探索我的图书馆
searchclose
shopping_cart_outlined
exit_to_app
category_outlined / 手艺
CrossStitcherCrossStitcher

CrossStitcher

December 2019

CrossStitcher is the UK’s best-selling crafts magazine. Each issue is packed with inspirational cross stitch designs and exciting new ideas that will help you make the most of this wonderfully relaxing and rewarding hobby. Please note: This digital version of the magazine does not currently include the covermount items or content you would find on printed newsstand copies.

国家:
United Kingdom
语言:
English
出版商:
Dennis Publishing UK
阅读更多keyboard_arrow_down
购买期刊
¥34.94
订阅
¥280.03
13 期号

本期

access_time1
makes of the month

Visit www.willowfabrics.com to download and print your exclusive luxury card blank Stitch count: 33 high x 51 wide Design size: 6x9.5cm (23⅜x3¾in Stitch time: 6 hours This design was stitched on 14 count aida fabric. Make a… card Step 1 WORK your cross stitch in two strands and the half cross stitch in one strand on a 11x8cm 4½x3¼in piece of 14 count aida. The backstitch is done in one strand, apart from the star which is two. The French knots are all in one strand. Step 2 COMPLETE the design, then cut around the edge, leaving one blank square of aida around the stitching. Download and print onto thin card the card blank at www.willowfabrics.com. Step 3 APPLY Fray-Check or clear fabric glue to the edges of the fabric to stop them fraying. Leave to dry, then use…

access_time1
exclusive christmas stitch-a-long!

Stitch time: 3 hours Stitch count: 35 high x 39 wide (part 3) Design size: 6.5x7cm 2½x2¾in) Make a… mini sampler Step 1 NOTE that part 3 of this design fits directly under part 2, without a gap – the chart and materials needed for part 1 were in issue 349 of CrossStitcher, and the chart and materials list for part 2 were in issue 350 (for back issues, if you missed them, visit www.willowfabrics.com). Step 2 USE two strands for the cross stitch, two for the backstitch, and one for the French knots. Step 3 COMPLETE your stitching, then neaten the edges of your fabric with scissors, leaving two blank squares of aida either side of the stitching, three at the top, and five at the bottom. Fray the edge by removing one block of aida. Step…

access_time1
welcome

A BIG PART OF THE CLASSIC Christmas magic is lists. Little ones make a list of things they’d love to find under the tree, while we who are a bit more responsible for creating the magic and sparkle, write shopping lists and lists of those we will send cards to. This issue our cover design pays tribute to the humble list – and the figure that makes the big list of who has been naughty or nice this year! Get started on this retro-style design on page 18. We’ve aimed to make this issue feel like that other Christmas essential, the selection box. There’s something for every stitcher, from a modern bauble wreath (page 64) to a wall hanging celebrating the most classic of Christmas songs (page 57). We’ve even got…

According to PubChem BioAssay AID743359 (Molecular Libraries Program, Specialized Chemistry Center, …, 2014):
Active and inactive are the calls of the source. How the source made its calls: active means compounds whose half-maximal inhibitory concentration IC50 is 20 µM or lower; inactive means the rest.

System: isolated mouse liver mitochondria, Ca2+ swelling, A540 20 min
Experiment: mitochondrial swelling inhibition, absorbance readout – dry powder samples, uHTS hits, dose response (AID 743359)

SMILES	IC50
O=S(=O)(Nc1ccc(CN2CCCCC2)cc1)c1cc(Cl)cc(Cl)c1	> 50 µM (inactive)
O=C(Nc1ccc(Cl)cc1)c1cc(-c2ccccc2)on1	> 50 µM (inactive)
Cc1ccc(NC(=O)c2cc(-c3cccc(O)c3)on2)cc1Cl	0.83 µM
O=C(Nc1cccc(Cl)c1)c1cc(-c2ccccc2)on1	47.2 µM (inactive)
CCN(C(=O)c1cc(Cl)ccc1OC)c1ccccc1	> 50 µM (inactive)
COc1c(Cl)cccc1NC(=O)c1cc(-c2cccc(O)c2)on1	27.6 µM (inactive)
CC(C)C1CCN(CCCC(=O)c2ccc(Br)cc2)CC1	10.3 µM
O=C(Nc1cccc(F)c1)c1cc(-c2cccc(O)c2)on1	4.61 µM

access_time3
out there

Angelic inspiration If you’re tired of the usual red, green and gold colour palettes in many Christmas fabric collections, we think you’ll love the new Old Rose range from Tilda Fabrics. Focusing on soft vintage roses, this collection was created using elements from two of Tilda’s most popular fabrics in their 20 year history to create a range of vintage rose patterns. The beautiful ‘Angel Scraps’ fabrics come in a choice of shades and you can even buy an Angel Garland kit, which would make a unique festive decoration for your home. Coordinating buttons and ribbons are also available. www.tildasworld.com PURRFECT PRESENTS DMC HAVE brought out some pawfect new designs, which would make ideal Christmas presents. Using only one thread colour, there are six designs to collect, including Playful Cat, Happy Dachshund and Attentive…

access_time1
my craft room: susie johns

“I have lived in the same house for 35 years – a terraced house near the River Thames in Greenwich. Though I store yarns and other materials all over the house – I am fortunate to have my own workroom. I have a huge 72-drawer cabinet to store supplies, lots of shelving and a big desk for my sewing machine and drawing board. Is my work space tidy? No! So to escape the mess, I make good use of other rooms. I have a desk and an easel in my bedroom, I use our large kitchen table for cutting fabric, the guest bedroom for photography and when I’m doing knitting or embroidery I get comfy on the living room sofa. Why sit at a desk when you can curl up…

access_time2
stitching with jess

Hullo! I’d like to welcome you all to my arch nemesis – fear of creating. Of all the words in this Affirmations collection, this one is the hardest for me to embrace, which is bizarre as my job is creating things! I know the feeling very well myself as soon as I sniff a new project – that desire to back away, to put it off, to suddenly defrost the freezer. I enjoy creating once I get going, but I get so worried beforehand about making ‘bad’ art or screwing it up that I can fail to start. The thing I’ve noticed about this particular fear is that it’s driven by how other people might judge my art. The key point in that sentence is ‘might’. I can’t control what anyone else thinks…

help